The end of privacy-enhancing browser plugins?

The Internet is a dangerous place. Some companies are spying on you and, want to get as much of your private information as possible. What are your interests? What sites are you visiting? What can we sell you? Your information is the new gold.

As a countermeasure, a range of browser plugins has been developed to enhance your privacy by blocking information-gathering attempts. A few of the most common and well-known extensions are uBlock Origin and Privacy Badger. These plugins all use Manifest V2, which grants them certain functionality and determines their permissions in the browser.

This Manifest is like a contract between the browser and the plugin. Using browser plugins doesn’t come without risks. A plugin can do things a web page cannot. On the other hand, a plugin is not just installed; the user needs to make a conscious choice to install it. Still, there are vicious plugins out there that can cause you or your computer harm.

As a way to deal with some of these issues and, at the same time, improve browser performance, Google has developed a third version of the Manifest, MV3. In this third version of the Manifest, an extension can no longer load script files from the Internet and, at the same time, also limit how plugins can interfere with the loading and monitoring of resources. Many privacy-friendly extensions, such as uBlock Origin and Privacy Badger, will see their capabilities significantly reduced using MV3; thus, they are still MV2 extensions.

On the 16th of November, 2023, Google announced the deprecation of MV2 in the Chrome browser to happen June 2024. From this date, MV2 plugins will not be able to be installed in the browser, and already installed plugins will be deactivated. Many privacy-friendly plugins are working on versions that will work with MV3 (*, **), but these will be severely limited and less effective than their MV2 versions. Chrome users will have fewer privacy protections because of this change. EFF is the organization behind Privacy Badger, and they make a lengthy explanation of the issues with MV3 in their blog.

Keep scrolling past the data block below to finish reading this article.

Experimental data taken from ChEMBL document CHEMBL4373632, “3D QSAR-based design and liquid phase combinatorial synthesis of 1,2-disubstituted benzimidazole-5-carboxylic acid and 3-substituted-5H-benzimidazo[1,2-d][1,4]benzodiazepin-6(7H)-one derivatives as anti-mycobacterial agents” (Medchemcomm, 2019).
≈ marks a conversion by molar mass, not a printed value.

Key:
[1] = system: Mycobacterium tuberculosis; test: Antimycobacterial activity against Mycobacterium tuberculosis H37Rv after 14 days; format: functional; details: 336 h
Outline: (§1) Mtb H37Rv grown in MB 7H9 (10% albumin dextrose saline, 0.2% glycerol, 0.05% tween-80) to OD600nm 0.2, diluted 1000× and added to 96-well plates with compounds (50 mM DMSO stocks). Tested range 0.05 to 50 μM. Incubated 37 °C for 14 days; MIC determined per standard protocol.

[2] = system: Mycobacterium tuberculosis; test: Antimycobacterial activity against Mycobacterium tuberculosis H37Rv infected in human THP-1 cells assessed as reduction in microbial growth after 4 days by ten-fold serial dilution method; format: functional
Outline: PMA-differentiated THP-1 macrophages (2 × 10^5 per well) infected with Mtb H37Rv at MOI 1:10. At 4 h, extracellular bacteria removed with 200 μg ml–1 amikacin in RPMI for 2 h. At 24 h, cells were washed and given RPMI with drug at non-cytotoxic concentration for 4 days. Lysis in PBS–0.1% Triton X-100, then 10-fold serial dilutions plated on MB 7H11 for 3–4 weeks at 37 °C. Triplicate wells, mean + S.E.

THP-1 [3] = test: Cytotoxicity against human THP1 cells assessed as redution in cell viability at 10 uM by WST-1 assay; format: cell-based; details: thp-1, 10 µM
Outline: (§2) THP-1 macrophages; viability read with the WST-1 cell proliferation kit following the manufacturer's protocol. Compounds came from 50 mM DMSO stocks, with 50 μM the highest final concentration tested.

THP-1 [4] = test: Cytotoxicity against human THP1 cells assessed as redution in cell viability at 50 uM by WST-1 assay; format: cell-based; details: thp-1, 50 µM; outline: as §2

Some Chromium-based browsers, like Brave and Vivaldi, have built-in tracking script blockers. This deprecation will not impact this functionality since they are built straight into the browsers and not using the plugin APIs. Neither will these changes affect Safari or Firefox; they will implement MV3 support but still allow support for the functionality required by many of these plugins.

This is another step Google takes to put sticks in your privacy-friendly wheels—one small step at a time. The best thing you can do is move away from Chrome to Firefox, and you will still be able to use both uBlock Origin and Privacy Badger without these constraints. I do not see an exodus from Chrome because of this. But it is worth watching Google Chrome and its next steps.

And, of course, if you can change to a browser like Firefox. Please do it!